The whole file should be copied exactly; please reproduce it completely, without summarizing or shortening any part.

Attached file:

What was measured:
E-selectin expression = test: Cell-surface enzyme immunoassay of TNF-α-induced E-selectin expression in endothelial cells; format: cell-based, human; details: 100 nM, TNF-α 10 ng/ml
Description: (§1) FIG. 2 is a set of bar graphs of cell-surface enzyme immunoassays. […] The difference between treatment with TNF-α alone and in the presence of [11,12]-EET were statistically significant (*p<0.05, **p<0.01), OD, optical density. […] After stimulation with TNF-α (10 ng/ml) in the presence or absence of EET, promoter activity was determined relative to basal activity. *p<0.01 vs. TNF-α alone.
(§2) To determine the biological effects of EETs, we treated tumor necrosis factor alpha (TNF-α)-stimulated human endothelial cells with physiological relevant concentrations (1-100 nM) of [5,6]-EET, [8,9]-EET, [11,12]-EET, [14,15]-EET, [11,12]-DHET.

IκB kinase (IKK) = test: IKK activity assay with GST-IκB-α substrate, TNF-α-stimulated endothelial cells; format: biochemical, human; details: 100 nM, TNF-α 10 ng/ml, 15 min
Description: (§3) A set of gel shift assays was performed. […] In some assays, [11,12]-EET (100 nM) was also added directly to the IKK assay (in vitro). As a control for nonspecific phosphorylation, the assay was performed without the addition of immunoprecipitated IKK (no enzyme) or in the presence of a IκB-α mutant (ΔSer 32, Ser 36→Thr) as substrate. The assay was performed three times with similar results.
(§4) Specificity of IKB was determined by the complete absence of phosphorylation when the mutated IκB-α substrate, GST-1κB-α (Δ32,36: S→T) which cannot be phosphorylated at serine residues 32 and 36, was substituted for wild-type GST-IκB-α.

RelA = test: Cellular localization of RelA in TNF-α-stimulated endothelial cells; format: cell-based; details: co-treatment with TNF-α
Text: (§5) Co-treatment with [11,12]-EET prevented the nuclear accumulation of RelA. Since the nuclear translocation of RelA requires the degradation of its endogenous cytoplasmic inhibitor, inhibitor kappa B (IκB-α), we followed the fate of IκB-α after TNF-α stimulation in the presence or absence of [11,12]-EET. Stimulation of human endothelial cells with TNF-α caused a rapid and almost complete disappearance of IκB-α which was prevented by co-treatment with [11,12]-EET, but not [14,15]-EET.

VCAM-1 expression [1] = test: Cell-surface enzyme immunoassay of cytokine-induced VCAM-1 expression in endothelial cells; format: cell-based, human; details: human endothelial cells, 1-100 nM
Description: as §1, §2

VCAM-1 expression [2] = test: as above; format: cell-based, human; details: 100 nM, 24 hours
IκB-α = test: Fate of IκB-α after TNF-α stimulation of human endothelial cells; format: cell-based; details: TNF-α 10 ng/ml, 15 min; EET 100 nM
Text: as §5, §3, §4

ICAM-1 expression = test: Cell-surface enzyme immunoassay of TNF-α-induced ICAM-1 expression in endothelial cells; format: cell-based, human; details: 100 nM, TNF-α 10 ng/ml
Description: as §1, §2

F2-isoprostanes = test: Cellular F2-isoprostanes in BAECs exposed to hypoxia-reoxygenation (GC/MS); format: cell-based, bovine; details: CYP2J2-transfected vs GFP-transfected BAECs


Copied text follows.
What was measured:
E-selectin expression = test: Cell-surface enzyme immunoassay of TNF-α-induced E-selectin expression in endothelial cells; format: cell-based, human; details: 100 nM, TNF-α 10 ng/ml
Description: (§1) FIG. 2 is a set of bar graphs of cell-surface enzyme immunoassays. […] The difference between treatment with TNF-α alone and in the presence of [11,12]-EET were statistically significant (*p<0.05, **p<0.01), OD, optical density. […] After stimulation with TNF-α (10 ng/ml) in the presence or absence of EET, promoter activity was determined relative to basal activity. *p<0.01 vs. TNF-α alone.
(§2) To determine the biological effects of EETs, we treated tumor necrosis factor alpha (TNF-α)-stimulated human endothelial cells with physiological relevant concentrations (1-100 nM) of [5,6]-EET, [8,9]-EET, [11,12]-EET, [14,15]-EET, [11,12]-DHET.

IκB kinase (IKK) = test: IKK activity assay with GST-IκB-α substrate, TNF-α-stimulated endothelial cells; format: biochemical, human; details: 100 nM, TNF-α 10 ng/ml, 15 min
Description: (§3) A set of gel shift assays was performed. […] In some assays, [11,12]-EET (100 nM) was also added directly to the IKK assay (in vitro). As a control for nonspecific phosphorylation, the assay was performed without the addition of immunoprecipitated IKK (no enzyme) or in the presence of a IκB-α mutant (ΔSer 32, Ser 36→Thr) as substrate. The assay was performed three times with similar results.
(§4) Specificity of IKB was determined by the complete absence of phosphorylation when the mutated IκB-α substrate, GST-1κB-α (Δ32,36: S→T) which cannot be phosphorylated at serine residues 32 and 36, was substituted for wild-type GST-IκB-α.

RelA = test: Cellular localization of RelA in TNF-α-stimulated endothelial cells; format: cell-based; details: co-treatment with TNF-α
Text: (§5) Co-treatment with [11,12]-EET prevented the nuclear accumulation of RelA. Since the nuclear translocation of RelA requires the degradation of its endogenous cytoplasmic inhibitor, inhibitor kappa B (IκB-α), we followed the fate of IκB-α after TNF-α stimulation in the presence or absence of [11,12]-EET. Stimulation of human endothelial cells with TNF-α caused a rapid and almost complete disappearance of IκB-α which was prevented by co-treatment with [11,12]-EET, but not [14,15]-EET.

VCAM-1 expression [1] = test: Cell-surface enzyme immunoassay of cytokine-induced VCAM-1 expression in endothelial cells; format: cell-based, human; details: human endothelial cells, 1-100 nM
Description: as §1, §2

VCAM-1 expression [2] = test: as above; format: cell-based, human; details: 100 nM, 24 hours
IκB-α = test: Fate of IκB-α after TNF-α stimulation of human endothelial cells; format: cell-based; details: TNF-α 10 ng/ml, 15 min; EET 100 nM
Text: as §5, §3, §4

ICAM-1 expression = test: Cell-surface enzyme immunoassay of TNF-α-induced ICAM-1 expression in endothelial cells; format: cell-based, human; details: 100 nM, TNF-α 10 ng/ml
Description: as §1, §2

F2-isoprostanes = test: Cellular F2-isoprostanes in BAECs exposed to hypoxia-reoxygenation (GC/MS); format: cell-based, bovine; details: CYP2J2-transfected vs GFP-transfected BAECs